A Little Library That's Making a Big Difference in Grenada

West Indian Stories. Photo by Flickr user coconinoco. CC BY-NC-ND 2.0

West Indian Stories. Photo by Flickr user coconinoco. CC BY-NC-ND 2.0

There's a library in Grenada that's quite out of the ordinary. Founded by a writer, a church group and a grassroots, social action collective called Groundation Grenada, Mt. Zion is like the little library that could — promoting a culture of volunteerism that is not common in the Caribbean and encouraging youth to not only get involved, but to learn to love reading.

The project's focus on young people is especially pertinent in light of a 2009 United Nations Development Programme Human Development report that found Grenada has the highest poverty rate in the English Caribbean countries. Youth are the most adversely affected, with the economic situation having an effect on their schooling and eventual employability. The country's unemployment rate currently stands at around 40 percent.

Mt. Zion, though, is pushing library services as a viable career option, and the bonus is that a whole new generation is becoming passionate about reading.

Groundation Grenada shares one such example: 20-year-old Alesia Aird, a musician and artist who looks nothing like the conventional librarian. She listens to the conscious music of Jamaican reggae icon Peter Tosh, and she looks more Lauryn Hill than Nancy Pearl. Yet, she spends most of her free time volunteering at Mt. Zion and has come to be passionate about West Indian literature and works of science fiction.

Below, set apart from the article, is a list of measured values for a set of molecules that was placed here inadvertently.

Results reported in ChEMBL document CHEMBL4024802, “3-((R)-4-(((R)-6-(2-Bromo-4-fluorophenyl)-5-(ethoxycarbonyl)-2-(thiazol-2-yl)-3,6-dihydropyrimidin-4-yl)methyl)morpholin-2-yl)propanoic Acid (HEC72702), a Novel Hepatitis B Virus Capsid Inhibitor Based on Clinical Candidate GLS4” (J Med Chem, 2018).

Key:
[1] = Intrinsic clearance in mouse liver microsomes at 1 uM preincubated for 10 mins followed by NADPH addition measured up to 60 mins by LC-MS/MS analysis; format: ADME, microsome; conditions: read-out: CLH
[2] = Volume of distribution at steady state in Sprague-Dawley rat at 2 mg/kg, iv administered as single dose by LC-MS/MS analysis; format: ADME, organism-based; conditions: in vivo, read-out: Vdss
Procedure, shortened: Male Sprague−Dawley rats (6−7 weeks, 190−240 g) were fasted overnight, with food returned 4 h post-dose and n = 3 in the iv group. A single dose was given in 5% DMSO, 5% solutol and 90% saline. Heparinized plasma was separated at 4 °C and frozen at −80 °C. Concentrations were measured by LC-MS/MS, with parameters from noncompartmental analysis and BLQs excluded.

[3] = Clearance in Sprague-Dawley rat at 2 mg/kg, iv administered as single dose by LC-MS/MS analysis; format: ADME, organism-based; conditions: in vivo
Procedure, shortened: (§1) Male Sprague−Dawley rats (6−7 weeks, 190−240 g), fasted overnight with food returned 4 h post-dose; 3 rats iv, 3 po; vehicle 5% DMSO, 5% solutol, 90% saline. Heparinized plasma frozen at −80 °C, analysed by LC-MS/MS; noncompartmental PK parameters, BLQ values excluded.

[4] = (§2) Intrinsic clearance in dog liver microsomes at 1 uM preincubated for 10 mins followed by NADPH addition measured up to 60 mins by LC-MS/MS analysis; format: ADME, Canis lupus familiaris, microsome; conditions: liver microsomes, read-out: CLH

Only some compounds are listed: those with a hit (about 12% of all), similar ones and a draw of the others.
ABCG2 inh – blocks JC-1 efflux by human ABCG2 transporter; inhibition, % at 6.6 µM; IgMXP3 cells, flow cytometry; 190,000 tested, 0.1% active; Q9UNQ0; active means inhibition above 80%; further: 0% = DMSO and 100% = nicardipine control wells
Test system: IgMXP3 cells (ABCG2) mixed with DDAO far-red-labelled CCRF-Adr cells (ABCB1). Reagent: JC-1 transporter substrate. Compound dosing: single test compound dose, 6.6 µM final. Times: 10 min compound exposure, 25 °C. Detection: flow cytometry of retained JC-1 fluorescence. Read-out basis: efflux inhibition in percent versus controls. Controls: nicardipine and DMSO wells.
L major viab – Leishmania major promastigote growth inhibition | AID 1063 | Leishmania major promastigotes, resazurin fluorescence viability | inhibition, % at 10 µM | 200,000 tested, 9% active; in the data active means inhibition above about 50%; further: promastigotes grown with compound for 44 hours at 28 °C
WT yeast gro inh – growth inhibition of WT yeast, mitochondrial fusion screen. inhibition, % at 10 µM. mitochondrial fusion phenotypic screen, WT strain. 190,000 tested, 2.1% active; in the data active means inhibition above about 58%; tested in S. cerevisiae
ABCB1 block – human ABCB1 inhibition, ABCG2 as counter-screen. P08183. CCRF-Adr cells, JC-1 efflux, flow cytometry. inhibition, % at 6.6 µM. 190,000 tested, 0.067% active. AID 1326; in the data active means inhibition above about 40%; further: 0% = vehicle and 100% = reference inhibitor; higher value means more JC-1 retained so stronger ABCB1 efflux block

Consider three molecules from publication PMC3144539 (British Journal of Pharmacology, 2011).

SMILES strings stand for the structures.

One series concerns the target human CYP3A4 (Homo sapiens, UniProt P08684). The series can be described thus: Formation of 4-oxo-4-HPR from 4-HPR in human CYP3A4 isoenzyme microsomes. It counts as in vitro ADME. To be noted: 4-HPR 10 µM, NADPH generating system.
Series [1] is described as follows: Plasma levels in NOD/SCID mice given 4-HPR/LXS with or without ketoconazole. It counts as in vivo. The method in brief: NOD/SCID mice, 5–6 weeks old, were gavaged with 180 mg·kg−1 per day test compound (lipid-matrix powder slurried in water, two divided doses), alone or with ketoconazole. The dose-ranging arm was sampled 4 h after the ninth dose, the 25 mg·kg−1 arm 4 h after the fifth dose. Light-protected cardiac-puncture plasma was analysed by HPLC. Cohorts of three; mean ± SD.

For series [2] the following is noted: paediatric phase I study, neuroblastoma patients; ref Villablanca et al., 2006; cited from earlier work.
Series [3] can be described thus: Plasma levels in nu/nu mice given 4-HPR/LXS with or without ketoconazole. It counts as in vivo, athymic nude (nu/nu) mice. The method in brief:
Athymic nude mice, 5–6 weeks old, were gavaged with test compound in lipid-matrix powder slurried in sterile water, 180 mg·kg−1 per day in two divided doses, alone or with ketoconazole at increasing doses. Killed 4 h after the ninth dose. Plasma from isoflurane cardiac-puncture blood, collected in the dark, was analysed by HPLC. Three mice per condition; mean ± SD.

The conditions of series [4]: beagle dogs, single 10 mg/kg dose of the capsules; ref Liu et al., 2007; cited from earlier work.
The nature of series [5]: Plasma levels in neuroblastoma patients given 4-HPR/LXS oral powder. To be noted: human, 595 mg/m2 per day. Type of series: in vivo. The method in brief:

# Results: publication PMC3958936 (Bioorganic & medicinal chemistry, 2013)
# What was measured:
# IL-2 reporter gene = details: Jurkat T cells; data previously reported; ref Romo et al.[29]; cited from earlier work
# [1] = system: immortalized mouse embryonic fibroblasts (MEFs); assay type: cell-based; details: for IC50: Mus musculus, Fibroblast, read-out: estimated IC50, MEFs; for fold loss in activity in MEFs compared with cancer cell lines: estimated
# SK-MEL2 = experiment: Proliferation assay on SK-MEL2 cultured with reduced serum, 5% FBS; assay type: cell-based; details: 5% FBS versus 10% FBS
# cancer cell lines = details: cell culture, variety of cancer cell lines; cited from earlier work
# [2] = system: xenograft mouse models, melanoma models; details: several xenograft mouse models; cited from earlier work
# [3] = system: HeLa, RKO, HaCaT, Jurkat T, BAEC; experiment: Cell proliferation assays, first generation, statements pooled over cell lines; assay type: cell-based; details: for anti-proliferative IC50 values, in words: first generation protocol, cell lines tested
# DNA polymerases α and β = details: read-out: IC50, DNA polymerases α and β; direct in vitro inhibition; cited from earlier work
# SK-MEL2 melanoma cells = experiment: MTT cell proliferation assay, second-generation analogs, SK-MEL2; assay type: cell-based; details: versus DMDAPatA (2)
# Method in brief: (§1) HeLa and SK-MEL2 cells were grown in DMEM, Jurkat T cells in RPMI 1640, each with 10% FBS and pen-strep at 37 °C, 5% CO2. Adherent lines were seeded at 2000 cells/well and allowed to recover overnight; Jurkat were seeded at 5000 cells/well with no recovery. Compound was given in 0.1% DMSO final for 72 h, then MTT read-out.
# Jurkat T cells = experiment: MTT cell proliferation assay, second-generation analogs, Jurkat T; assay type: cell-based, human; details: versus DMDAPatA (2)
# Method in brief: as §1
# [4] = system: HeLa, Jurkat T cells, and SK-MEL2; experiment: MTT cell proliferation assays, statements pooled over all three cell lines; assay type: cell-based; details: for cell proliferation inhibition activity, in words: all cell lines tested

Groundation explains:

Alesia wasn’t always a reader. In fact she recollects that reading had always felt like punishment; something that she was forced to do. She describes her experience in school as being analogous to teaching a fish how to climb a tree, as the school system failed to recognize and apply different styles and paces of learning.

So how exactly did a non-reader sign up for a gig as a volunteer librarian? Bit by bit, as it turns out. A friend asked her for some help with sorting books. She obliged, was taken in by the “good vibes” of the people involved says that what made her stay were “the smiles of converted non-readers coming upon a book that they loved.”

Aird is convinced that Mt. Zion is special, not simply because of the passion of its volunteers, but because of “its location [in the heart of St. George's] and origins which all give the library its unique characteristic and unorthodox feel.”

Mt. Zion's popularity continues to grow — reportedly by as much as two new members a day — especially with the younger demographic, who find it a supportive space where they can exchange ideas and be themselves.

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